UCL Queen Square Institute of Neurology


Experimental Neuroinflammation Group

Our primary research focus is multiple sclerosis (MS), an inflammatory demyelinating disease of the brain and spinal cord. MS is typically diagnosed in early adulthood and although the disease course is very variable, it can progress over decades to cause a range of serious neurological deficits, including effects on vision, movement and sensation. The disease is characterized by inflammation within the brain and spinal cord, demyelination (loss of the insulating layer of myelin from around nerve fibres), and neuronal and axonal degeneration. Each type of pathology causes significant symptoms, by different mechanisms.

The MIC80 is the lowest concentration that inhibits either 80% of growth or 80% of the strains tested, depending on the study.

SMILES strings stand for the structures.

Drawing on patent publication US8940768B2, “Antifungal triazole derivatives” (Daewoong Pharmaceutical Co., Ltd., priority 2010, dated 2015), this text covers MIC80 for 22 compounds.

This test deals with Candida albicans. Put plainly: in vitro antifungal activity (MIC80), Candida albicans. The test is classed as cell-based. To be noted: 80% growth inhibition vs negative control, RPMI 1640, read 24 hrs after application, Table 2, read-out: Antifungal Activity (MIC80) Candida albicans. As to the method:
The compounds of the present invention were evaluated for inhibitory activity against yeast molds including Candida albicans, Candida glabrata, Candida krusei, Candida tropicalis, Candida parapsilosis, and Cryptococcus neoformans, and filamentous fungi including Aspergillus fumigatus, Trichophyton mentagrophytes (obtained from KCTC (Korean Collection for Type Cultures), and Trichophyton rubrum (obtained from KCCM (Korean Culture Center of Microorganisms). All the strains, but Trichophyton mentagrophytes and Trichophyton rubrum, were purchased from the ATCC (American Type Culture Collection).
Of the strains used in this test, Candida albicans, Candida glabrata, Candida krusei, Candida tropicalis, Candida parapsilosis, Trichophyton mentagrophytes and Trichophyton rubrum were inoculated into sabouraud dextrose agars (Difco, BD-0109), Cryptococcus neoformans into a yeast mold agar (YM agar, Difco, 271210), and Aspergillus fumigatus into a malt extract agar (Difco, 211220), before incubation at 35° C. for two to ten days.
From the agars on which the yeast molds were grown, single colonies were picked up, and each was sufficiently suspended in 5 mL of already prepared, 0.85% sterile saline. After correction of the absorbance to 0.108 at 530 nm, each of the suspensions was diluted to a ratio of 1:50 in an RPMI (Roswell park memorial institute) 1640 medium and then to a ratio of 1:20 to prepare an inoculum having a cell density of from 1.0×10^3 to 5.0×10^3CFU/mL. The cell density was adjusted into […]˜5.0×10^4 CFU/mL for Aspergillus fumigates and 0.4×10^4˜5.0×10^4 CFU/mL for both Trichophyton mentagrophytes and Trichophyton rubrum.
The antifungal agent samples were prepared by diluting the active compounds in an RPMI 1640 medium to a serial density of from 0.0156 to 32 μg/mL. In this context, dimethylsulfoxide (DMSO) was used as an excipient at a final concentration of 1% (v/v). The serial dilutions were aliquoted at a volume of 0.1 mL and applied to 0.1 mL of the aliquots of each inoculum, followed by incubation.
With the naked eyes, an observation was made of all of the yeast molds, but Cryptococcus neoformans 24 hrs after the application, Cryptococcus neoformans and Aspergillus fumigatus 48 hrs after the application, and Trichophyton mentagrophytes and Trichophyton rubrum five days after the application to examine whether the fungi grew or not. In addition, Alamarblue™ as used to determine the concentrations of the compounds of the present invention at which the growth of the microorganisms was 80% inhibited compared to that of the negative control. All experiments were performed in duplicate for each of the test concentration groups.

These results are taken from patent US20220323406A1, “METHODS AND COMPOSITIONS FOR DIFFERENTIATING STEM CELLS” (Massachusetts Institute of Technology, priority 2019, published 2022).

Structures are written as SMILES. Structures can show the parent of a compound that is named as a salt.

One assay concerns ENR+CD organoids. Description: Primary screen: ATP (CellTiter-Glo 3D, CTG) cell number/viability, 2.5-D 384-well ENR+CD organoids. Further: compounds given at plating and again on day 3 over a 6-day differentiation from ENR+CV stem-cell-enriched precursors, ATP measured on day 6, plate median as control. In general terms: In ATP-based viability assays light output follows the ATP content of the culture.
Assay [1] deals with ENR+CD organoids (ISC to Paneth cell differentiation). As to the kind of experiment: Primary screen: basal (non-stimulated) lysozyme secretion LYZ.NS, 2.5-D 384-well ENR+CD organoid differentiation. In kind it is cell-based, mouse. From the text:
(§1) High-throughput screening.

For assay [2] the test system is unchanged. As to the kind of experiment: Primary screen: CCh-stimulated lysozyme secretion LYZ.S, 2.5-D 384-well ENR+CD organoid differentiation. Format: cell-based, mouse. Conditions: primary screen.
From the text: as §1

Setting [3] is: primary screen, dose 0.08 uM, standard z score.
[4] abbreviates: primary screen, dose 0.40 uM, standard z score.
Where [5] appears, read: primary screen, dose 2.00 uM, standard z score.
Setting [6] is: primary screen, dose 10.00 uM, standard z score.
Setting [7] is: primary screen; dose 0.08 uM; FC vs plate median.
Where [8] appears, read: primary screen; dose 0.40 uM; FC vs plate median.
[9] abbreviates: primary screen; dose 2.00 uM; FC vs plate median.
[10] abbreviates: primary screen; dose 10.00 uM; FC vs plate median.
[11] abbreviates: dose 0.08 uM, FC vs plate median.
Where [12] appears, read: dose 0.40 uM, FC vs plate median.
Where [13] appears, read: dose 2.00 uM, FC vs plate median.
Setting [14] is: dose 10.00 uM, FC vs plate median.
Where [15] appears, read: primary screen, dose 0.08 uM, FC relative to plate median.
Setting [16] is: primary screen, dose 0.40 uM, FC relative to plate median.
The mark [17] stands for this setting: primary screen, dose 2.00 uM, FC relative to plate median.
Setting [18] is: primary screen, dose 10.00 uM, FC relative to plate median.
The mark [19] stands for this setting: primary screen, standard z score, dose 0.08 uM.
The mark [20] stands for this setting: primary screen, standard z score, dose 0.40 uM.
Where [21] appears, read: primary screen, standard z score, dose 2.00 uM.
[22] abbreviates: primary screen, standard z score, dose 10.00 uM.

Our research aims to understand the mechanisms responsible for the disease, in order to arrest them and thereby avoid the production of symptoms even before they have started. Our recent research has focused on the reduction in blood flow through inflamed tissue which reduces the supply of the oxygen needed to maintain function and avoid tissue damage. We have shown that appropriately timed treatments to maintain tissue oxygenation can provide remarkable protection from symptoms and damage. Indeed, we have advanced studies from the earliest laboratory observations of previously unsuspected mechanisms, to devise at least one novel treatment strategy that has been proven effective in neuroprotection in clinical trial. 

A second major line of research concerns cerebral small vessel disease, which becomes common with ageing, and is a major cause of strokes and dementia. The disease affects arterioles, capillaries and venules and causes a reduction in blood flow, and impaired regulation of blood flow. Our research explores the importance of inadequate tissue oxygenation in causing symptoms and damage, and also the therapeutic value of drugs that promote blood flow and oxygenation in achieving protection of cognitive function and tissue integrity.